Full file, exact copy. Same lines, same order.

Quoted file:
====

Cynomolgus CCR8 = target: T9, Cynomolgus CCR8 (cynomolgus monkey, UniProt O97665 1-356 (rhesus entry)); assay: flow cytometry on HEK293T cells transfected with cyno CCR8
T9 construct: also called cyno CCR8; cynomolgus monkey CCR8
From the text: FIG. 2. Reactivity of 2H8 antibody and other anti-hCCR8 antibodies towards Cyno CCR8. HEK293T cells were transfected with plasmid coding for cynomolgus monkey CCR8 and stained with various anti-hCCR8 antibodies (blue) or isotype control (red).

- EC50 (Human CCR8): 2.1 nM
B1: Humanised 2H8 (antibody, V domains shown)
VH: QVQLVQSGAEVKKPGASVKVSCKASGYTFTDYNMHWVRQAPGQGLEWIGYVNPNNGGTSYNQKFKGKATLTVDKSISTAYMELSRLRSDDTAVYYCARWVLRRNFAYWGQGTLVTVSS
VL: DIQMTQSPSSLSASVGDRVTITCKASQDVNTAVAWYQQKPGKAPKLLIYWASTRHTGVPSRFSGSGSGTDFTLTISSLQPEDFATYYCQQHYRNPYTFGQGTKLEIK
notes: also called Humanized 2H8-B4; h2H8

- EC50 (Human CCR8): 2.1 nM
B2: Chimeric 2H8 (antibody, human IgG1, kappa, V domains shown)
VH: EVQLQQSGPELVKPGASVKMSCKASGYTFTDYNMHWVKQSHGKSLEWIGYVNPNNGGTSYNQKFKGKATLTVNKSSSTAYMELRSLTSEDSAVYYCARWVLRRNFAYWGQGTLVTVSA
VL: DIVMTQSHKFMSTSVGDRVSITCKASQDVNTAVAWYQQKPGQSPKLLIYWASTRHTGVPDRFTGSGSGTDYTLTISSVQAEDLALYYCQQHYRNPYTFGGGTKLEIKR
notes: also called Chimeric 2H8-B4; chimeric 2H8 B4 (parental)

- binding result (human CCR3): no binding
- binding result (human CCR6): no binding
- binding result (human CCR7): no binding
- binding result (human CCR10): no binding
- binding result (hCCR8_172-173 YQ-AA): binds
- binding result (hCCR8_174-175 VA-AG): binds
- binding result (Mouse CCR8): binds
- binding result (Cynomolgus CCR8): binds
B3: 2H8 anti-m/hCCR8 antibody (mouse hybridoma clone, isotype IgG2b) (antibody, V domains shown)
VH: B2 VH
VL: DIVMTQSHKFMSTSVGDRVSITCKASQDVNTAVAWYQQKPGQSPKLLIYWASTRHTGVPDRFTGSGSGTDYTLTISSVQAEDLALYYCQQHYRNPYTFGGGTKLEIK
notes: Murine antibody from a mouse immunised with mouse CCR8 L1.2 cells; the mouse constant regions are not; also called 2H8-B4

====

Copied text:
Cynomolgus CCR8 = target: T9, Cynomolgus CCR8 (cynomolgus monkey, UniProt O97665 1-356 (rhesus entry)); assay: flow cytometry on HEK293T cells transfected with cyno CCR8
T9 construct: also called cyno CCR8; cynomolgus monkey CCR8
From the text: FIG. 2. Reactivity of 2H8 antibody and other anti-hCCR8 antibodies towards Cyno CCR8. HEK293T cells were transfected with plasmid coding for cynomolgus monkey CCR8 and stained with various anti-hCCR8 antibodies (blue) or isotype control (red).

- EC50 (Human CCR8): 2.1 nM
B1: Humanised 2H8 (antibody, V domains shown)
VH: QVQLVQSGAEVKKPGASVKVSCKASGYTFTDYNMHWVRQAPGQGLEWIGYVNPNNGGTSYNQKFKGKATLTVDKSISTAYMELSRLRSDDTAVYYCARWVLRRNFAYWGQGTLVTVSS
VL: DIQMTQSPSSLSASVGDRVTITCKASQDVNTAVAWYQQKPGKAPKLLIYWASTRHTGVPSRFSGSGSGTDFTLTISSLQPEDFATYYCQQHYRNPYTFGQGTKLEIK
notes: also called Humanized 2H8-B4; h2H8

- EC50 (Human CCR8): 2.1 nM
B2: Chimeric 2H8 (antibody, human IgG1, kappa, V domains shown)
VH: EVQLQQSGPELVKPGASVKMSCKASGYTFTDYNMHWVKQSHGKSLEWIGYVNPNNGGTSYNQKFKGKATLTVNKSSSTAYMELRSLTSEDSAVYYCARWVLRRNFAYWGQGTLVTVSA
VL: DIVMTQSHKFMSTSVGDRVSITCKASQDVNTAVAWYQQKPGQSPKLLIYWASTRHTGVPDRFTGSGSGTDYTLTISSVQAEDLALYYCQQHYRNPYTFGGGTKLEIKR
notes: also called Chimeric 2H8-B4; chimeric 2H8 B4 (parental)

- binding result (human CCR3): no binding
- binding result (human CCR6): no binding
- binding result (human CCR7): no binding
- binding result (human CCR10): no binding
- binding result (hCCR8_172-173 YQ-AA): binds
- binding result (hCCR8_174-175 VA-AG): binds
- binding result (Mouse CCR8): binds
- binding result (Cynomolgus CCR8): binds
B3: 2H8 anti-m/hCCR8 antibody (mouse hybridoma clone, isotype IgG2b) (antibody, V domains shown)
VH: B2 VH
VL: DIVMTQSHKFMSTSVGDRVSITCKASQDVNTAVAWYQQKPGQSPKLLIYWASTRHTGVPDRFTGSGSGTDYTLTISSVQAEDLALYYCQQHYRNPYTFGGGTKLEIK
notes: Murine antibody from a mouse immunised with mouse CCR8 L1.2 cells; the mouse constant regions are not; also called 2H8-B4